The Deep Blue Sea

The deep Blue Sea

Neither you can give Everything you want

So I found The Deep Blue Sea, I’m surprised it took eighty-four minutes to say what could easily have been said in just fifteen or twenty. Adaptation of the play by Terence Rattigan, which tells the incredible story of a single woman who leaves behind a secure connection, but asexual for a passionate but reckless relationship. With regard nor can give you everything you want, you have to make a choice between continuing to live or die alone. Plot wise, there’s really nothing more than the film than that. I have not seen or read the original work, although it is based on what I’ve read about it, it seems that one of the characters, a former doctor, had a much more important than it was in the movie role. I can not help but wonder if its inclusion would have made the story seem more substantial and less drawn.

To be held in London just after World War II (one opening title card gives us the line of vague time “1950”), the central character is a woman named Hester Collyer (Rachel Weisz), whose history it is told as a flashback sequence combination and the present time, the latter occurs in about one day. At first he tried to commit suicide by swallowing several aspirins and leave your apartment flooded with gas fumes from the furnace. time was saved. Alone to think, we get an overview of the events leading to his attempt. She was married to a very respected former Supreme Court judge named William (Simon Russell Beale). Despite his wealth, status and good behavior, Hester fell in love with him for his lack of enthusiasm.

She an affair with a former RAF pilot apparently free spirit named Freddie Page (Tom Hiddleston) soon begins. Finally, it is physical passion, he desired. William soon succeeded, and although he raises his voice or hand to him, he declares that he would never grant a divorce. Hester moves into the apartment Freddie center, which is an obvious step down from the high-end luxury of the estate of William. What started as well between Hester and Freddie soon began to decline. Despite the physical care to give, it seems that he is capable of financial or emotional stability. He forgets important events such as the anniversary of Hester. It is not as educated as it is, a fact that is embarrassing. It also seems that was not very happy since the end of the war, and drinking excessively.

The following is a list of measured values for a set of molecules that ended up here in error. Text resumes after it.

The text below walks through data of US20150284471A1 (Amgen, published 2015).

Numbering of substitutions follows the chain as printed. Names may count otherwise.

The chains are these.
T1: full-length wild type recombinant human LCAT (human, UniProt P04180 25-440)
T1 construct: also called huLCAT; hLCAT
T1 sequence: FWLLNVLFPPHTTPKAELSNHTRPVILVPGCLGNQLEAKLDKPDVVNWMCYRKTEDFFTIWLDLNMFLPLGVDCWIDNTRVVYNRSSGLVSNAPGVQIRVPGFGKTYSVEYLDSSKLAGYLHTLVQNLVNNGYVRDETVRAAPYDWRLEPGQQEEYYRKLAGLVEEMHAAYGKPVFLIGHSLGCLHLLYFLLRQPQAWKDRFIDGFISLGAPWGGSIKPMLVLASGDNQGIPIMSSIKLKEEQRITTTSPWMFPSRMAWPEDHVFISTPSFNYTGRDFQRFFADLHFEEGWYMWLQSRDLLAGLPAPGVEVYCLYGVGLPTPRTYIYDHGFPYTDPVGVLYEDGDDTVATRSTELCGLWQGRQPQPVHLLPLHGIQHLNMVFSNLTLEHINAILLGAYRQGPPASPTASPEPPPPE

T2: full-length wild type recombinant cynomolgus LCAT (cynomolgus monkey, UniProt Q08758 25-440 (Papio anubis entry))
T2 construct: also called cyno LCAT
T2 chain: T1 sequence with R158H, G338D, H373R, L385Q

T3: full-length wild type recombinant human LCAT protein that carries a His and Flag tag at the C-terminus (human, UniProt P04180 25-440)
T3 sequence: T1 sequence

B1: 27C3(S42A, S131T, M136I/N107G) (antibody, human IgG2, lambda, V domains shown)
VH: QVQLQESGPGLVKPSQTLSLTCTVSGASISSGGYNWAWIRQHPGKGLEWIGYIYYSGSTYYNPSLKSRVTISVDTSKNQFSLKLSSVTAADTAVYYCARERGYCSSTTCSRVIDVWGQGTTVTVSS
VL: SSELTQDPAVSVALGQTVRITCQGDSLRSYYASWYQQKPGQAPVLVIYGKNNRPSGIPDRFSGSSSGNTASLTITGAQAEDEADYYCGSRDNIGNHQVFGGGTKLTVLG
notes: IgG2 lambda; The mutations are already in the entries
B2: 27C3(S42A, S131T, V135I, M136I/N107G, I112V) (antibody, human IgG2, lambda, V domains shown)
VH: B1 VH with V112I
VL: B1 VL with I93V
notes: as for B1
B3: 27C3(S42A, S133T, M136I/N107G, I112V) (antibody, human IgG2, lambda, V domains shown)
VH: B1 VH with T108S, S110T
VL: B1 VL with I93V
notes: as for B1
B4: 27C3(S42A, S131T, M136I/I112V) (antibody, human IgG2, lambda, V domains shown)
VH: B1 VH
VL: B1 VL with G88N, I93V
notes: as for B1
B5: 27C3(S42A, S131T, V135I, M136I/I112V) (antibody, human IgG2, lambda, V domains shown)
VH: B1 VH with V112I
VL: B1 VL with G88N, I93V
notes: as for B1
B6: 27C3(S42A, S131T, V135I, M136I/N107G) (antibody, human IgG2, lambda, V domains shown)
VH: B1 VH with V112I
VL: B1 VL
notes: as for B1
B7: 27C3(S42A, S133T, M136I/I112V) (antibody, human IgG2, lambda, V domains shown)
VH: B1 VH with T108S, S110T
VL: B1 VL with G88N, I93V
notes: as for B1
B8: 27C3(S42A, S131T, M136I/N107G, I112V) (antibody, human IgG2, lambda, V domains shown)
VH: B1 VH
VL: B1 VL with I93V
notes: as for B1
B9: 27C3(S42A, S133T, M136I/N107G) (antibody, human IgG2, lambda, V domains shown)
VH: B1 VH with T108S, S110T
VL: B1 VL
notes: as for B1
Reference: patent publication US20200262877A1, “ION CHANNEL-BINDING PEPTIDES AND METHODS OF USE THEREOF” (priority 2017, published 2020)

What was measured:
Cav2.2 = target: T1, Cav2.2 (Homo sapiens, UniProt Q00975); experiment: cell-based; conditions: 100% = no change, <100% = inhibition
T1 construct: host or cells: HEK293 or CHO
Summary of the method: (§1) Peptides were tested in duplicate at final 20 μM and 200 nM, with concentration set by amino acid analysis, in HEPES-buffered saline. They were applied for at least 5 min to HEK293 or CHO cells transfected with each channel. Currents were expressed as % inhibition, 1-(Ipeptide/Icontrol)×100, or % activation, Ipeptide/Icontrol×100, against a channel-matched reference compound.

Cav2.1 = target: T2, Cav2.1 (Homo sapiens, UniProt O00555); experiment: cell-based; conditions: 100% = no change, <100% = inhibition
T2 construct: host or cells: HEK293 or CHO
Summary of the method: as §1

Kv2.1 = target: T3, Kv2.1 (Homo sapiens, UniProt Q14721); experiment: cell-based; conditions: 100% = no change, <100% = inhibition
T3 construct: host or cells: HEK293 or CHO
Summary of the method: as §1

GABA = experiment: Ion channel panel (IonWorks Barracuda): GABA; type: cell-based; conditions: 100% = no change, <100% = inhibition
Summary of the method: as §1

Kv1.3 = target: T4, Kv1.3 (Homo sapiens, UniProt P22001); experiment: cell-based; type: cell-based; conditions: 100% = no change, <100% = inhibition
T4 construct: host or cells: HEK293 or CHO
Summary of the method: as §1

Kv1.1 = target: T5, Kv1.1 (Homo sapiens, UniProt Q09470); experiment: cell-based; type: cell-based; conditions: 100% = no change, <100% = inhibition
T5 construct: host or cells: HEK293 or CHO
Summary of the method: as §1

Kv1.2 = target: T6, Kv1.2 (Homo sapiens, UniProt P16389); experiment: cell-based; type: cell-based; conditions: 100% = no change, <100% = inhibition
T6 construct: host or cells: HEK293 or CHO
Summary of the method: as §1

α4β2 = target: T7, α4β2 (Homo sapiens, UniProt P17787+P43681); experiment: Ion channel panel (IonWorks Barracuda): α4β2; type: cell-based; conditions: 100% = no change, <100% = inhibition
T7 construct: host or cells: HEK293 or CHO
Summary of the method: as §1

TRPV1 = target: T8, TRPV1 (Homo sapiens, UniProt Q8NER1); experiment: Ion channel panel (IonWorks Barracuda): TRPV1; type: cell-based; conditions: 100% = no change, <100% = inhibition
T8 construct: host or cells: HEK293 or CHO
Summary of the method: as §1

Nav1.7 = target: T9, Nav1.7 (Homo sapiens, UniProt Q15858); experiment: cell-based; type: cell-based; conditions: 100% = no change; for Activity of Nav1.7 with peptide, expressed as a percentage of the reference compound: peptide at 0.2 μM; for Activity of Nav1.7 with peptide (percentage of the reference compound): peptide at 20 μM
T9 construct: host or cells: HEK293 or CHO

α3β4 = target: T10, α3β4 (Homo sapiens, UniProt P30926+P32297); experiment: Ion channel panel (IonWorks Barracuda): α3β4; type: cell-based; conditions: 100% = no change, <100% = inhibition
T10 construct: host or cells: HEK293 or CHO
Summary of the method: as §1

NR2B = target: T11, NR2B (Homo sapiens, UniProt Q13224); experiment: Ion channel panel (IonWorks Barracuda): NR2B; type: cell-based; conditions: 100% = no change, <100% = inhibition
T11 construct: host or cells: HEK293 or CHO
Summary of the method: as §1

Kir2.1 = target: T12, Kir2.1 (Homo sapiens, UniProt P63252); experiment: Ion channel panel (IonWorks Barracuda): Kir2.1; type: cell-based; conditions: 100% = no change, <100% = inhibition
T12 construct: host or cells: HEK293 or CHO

William reappears several times throughout the film. After the initial shock of learning of his case, he was much more willing to give him the divorce he wants. Still, it really is puzzled by her rejection of him. Maybe he was not inclined and physically Freddie, but not a genuine affection felt for Hester. Still he does. Why is it not enough for her? She tries to explain, but comes off as a little more excuse-making – which means she made everything much more complicated than it really is. This does not mean that emotions are not complicated, because they are very good, especially in matters of love. However, all conversations you have with William is an exercise in padded box. If it comes to trim fat and make your point, things would go much more smoothly.

Despite his verbal predilections, the film has some delightfully written passages. The best are reserved for two scenes between Hester and William puritanical mother (Barbara Jefford). I will not mention the specific lines, failing listening directly. Just know this: Mrs. Collyer said repeatedly, his prim and proper form, Hester does absolutely nothing right and is not good enough for her son. There is also a large stage with former doctor, whose name escapes me at the moment; when you tested in Hester after his suicide attempt, offering a Zinger William so exquisitely spiritual that could have easily quote Oscar Wilde.

Perhaps it is because of the innate simplicity of the story that speaks so fluently in the language of melodrama. One of the most notable elements is Samuel Barber “Violin Concerto, Op. 14” (the film contains no original music equipment). Here is a piece of music that oozes from every pore solemnity, which sounds more like the cry of tonal as an orchestral piece. solo sections long, slow vibrato reproduced at the upper end of the scale; which they are placed strategically, they are intended, obviously, to represent the emotional state of Hester. There is no rule that films like The Deep Blue Sea have to be complicated or layered to work. Anyway, the filmmakers should give more than one reason to see more than just a relationship problem easy to understand.

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